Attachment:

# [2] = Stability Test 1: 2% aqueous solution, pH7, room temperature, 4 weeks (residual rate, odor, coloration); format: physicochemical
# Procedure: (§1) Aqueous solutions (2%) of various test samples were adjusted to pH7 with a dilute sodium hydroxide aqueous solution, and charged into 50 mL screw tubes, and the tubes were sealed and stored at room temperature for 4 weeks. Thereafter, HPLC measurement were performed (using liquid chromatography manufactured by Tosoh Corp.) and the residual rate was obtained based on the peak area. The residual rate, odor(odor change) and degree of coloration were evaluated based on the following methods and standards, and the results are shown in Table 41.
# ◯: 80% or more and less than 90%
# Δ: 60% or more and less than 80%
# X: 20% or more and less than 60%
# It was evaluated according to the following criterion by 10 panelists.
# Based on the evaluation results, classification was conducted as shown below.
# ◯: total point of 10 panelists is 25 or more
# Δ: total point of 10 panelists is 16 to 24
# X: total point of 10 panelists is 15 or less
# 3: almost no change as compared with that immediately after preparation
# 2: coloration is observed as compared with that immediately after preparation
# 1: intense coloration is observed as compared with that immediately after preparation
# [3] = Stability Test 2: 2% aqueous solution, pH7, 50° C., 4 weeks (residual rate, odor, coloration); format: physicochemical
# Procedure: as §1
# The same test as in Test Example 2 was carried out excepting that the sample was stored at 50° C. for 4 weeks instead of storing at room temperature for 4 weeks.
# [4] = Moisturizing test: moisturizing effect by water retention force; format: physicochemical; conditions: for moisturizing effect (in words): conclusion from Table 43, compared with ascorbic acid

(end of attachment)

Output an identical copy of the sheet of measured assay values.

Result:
# [2] = Stability Test 1: 2% aqueous solution, pH7, room temperature, 4 weeks (residual rate, odor, coloration); format: physicochemical
# Procedure: (§1) Aqueous solutions (2%) of various test samples were adjusted to pH7 with a dilute sodium hydroxide aqueous solution, and charged into 50 mL screw tubes, and the tubes were sealed and stored at room temperature for 4 weeks. Thereafter, HPLC measurement were performed (using liquid chromatography manufactured by Tosoh Corp.) and the residual rate was obtained based on the peak area. The residual rate, odor(odor change) and degree of coloration were evaluated based on the following methods and standards, and the results are shown in Table 41.
# ◯: 80% or more and less than 90%
# Δ: 60% or more and less than 80%
# X: 20% or more and less than 60%
# It was evaluated according to the following criterion by 10 panelists.
# Based on the evaluation results, classification was conducted as shown below.
# ◯: total point of 10 panelists is 25 or more
# Δ: total point of 10 panelists is 16 to 24
# X: total point of 10 panelists is 15 or less
# 3: almost no change as compared with that immediately after preparation
# 2: coloration is observed as compared with that immediately after preparation
# 1: intense coloration is observed as compared with that immediately after preparation
# [3] = Stability Test 2: 2% aqueous solution, pH7, 50° C., 4 weeks (residual rate, odor, coloration); format: physicochemical
# Procedure: as §1
# The same test as in Test Example 2 was carried out excepting that the sample was stored at 50° C. for 4 weeks instead of storing at room temperature for 4 weeks.
# [4] = Moisturizing test: moisturizing effect by water retention force; format: physicochemical; conditions: for moisturizing effect (in words): conclusion from Table 43, compared with ascorbic acid